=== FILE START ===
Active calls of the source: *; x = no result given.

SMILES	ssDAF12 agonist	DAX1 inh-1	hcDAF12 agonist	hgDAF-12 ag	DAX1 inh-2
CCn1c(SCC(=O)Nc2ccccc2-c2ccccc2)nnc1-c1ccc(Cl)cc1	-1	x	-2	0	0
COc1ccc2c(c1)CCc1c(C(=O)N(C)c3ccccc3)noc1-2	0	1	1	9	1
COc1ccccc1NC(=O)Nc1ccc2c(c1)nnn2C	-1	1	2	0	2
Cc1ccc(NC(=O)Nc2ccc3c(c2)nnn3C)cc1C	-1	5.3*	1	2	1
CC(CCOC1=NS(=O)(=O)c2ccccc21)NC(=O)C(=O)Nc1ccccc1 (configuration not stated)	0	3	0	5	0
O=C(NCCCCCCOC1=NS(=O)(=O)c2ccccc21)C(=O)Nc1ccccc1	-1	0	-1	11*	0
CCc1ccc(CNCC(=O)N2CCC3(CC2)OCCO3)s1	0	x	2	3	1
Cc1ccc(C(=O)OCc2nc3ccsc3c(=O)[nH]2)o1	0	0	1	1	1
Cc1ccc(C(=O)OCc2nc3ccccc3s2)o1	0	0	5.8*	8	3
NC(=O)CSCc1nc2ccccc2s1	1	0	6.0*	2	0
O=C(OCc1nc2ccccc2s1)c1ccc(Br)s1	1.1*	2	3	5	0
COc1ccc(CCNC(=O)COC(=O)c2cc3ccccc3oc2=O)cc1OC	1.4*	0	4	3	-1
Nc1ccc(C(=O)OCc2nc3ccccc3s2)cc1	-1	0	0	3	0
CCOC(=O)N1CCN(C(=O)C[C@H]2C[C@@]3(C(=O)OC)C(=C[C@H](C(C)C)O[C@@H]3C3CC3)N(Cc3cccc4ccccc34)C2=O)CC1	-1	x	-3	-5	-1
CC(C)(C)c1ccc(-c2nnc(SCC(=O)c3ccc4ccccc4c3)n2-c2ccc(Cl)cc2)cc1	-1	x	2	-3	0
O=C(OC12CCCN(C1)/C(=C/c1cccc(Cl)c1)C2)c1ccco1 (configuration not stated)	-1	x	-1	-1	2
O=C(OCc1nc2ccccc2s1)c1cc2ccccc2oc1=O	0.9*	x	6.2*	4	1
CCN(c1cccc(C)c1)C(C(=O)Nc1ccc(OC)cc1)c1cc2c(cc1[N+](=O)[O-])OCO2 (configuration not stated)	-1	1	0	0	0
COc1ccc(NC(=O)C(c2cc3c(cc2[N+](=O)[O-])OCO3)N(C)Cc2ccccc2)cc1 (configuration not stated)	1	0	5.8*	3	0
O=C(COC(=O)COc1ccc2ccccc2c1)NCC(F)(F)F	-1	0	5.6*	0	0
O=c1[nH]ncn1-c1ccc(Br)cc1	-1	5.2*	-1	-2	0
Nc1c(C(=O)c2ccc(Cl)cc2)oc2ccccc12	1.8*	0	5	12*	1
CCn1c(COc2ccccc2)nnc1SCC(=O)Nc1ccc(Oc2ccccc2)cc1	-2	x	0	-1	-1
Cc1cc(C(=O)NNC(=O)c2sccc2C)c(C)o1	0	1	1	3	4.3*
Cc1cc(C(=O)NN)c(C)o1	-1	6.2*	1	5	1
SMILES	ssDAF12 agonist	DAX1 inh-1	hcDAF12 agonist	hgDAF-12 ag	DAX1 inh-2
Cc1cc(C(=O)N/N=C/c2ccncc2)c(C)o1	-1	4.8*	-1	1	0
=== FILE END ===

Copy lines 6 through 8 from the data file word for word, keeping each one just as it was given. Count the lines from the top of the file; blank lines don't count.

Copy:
Cc1ccc(NC(=O)Nc2ccc3c(c2)nnn3C)cc1C	-1	5.3*	1	2	1
CC(CCOC1=NS(=O)(=O)c2ccccc21)NC(=O)C(=O)Nc1ccccc1 (configuration not stated)	0	3	0	5	0
O=C(NCCCCCCOC1=NS(=O)(=O)c2ccccc21)C(=O)Nc1ccccc1	-1	0	-1	11*	0